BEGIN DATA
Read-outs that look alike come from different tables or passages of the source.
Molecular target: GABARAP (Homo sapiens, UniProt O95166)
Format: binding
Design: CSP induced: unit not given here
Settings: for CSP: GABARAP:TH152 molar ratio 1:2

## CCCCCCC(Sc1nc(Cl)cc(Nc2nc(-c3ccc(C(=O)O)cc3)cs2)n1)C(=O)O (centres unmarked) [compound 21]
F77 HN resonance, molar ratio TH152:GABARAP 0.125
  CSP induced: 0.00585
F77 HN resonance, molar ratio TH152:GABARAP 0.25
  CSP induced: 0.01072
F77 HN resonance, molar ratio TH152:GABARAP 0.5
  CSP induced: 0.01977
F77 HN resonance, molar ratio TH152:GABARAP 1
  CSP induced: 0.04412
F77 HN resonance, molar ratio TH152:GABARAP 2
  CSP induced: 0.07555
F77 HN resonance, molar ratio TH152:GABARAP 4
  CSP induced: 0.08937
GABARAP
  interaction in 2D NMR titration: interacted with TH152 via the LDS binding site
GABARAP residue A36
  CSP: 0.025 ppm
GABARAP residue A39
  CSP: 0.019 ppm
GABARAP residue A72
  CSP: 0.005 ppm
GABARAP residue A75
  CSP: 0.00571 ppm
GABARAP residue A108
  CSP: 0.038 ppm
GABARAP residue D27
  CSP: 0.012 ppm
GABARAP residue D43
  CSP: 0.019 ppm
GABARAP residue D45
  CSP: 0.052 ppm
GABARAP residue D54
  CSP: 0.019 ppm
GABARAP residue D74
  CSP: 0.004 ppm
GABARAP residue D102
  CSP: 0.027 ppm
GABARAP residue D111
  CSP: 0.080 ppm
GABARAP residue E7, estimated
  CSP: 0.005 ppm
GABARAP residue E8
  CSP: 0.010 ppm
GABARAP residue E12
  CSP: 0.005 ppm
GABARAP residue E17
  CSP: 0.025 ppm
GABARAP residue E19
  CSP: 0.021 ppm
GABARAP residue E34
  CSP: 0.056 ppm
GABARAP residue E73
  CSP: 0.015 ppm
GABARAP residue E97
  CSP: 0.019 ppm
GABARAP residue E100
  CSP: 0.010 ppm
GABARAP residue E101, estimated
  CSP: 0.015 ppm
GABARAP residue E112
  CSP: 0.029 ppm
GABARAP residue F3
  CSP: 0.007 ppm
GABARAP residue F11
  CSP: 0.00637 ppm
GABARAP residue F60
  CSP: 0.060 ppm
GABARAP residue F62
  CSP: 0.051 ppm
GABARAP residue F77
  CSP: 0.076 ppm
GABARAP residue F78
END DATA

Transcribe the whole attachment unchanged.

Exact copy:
Read-outs that look alike come from different tables or passages of the source.
Molecular target: GABARAP (Homo sapiens, UniProt O95166)
Format: binding
Design: CSP induced: unit not given here
Settings: for CSP: GABARAP:TH152 molar ratio 1:2

## CCCCCCC(Sc1nc(Cl)cc(Nc2nc(-c3ccc(C(=O)O)cc3)cs2)n1)C(=O)O (centres unmarked) [compound 21]
F77 HN resonance, molar ratio TH152:GABARAP 0.125
  CSP induced: 0.00585
F77 HN resonance, molar ratio TH152:GABARAP 0.25
  CSP induced: 0.01072
F77 HN resonance, molar ratio TH152:GABARAP 0.5
  CSP induced: 0.01977
F77 HN resonance, molar ratio TH152:GABARAP 1
  CSP induced: 0.04412
F77 HN resonance, molar ratio TH152:GABARAP 2
  CSP induced: 0.07555
F77 HN resonance, molar ratio TH152:GABARAP 4
  CSP induced: 0.08937
GABARAP
  interaction in 2D NMR titration: interacted with TH152 via the LDS binding site
GABARAP residue A36
  CSP: 0.025 ppm
GABARAP residue A39
  CSP: 0.019 ppm
GABARAP residue A72
  CSP: 0.005 ppm
GABARAP residue A75
  CSP: 0.00571 ppm
GABARAP residue A108
  CSP: 0.038 ppm
GABARAP residue D27
  CSP: 0.012 ppm
GABARAP residue D43
  CSP: 0.019 ppm
GABARAP residue D45
  CSP: 0.052 ppm
GABARAP residue D54
  CSP: 0.019 ppm
GABARAP residue D74
  CSP: 0.004 ppm
GABARAP residue D102
  CSP: 0.027 ppm
GABARAP residue D111
  CSP: 0.080 ppm
GABARAP residue E7, estimated
  CSP: 0.005 ppm
GABARAP residue E8
  CSP: 0.010 ppm
GABARAP residue E12
  CSP: 0.005 ppm
GABARAP residue E17
  CSP: 0.025 ppm
GABARAP residue E19
  CSP: 0.021 ppm
GABARAP residue E34
  CSP: 0.056 ppm
GABARAP residue E73
  CSP: 0.015 ppm
GABARAP residue E97
  CSP: 0.019 ppm
GABARAP residue E100
  CSP: 0.010 ppm
GABARAP residue E101, estimated
  CSP: 0.015 ppm
GABARAP residue E112
  CSP: 0.029 ppm
GABARAP residue F3
  CSP: 0.007 ppm
GABARAP residue F11
  CSP: 0.00637 ppm
GABARAP residue F60
  CSP: 0.060 ppm
GABARAP residue F62
  CSP: 0.051 ppm
GABARAP residue F77
  CSP: 0.076 ppm
GABARAP residue F78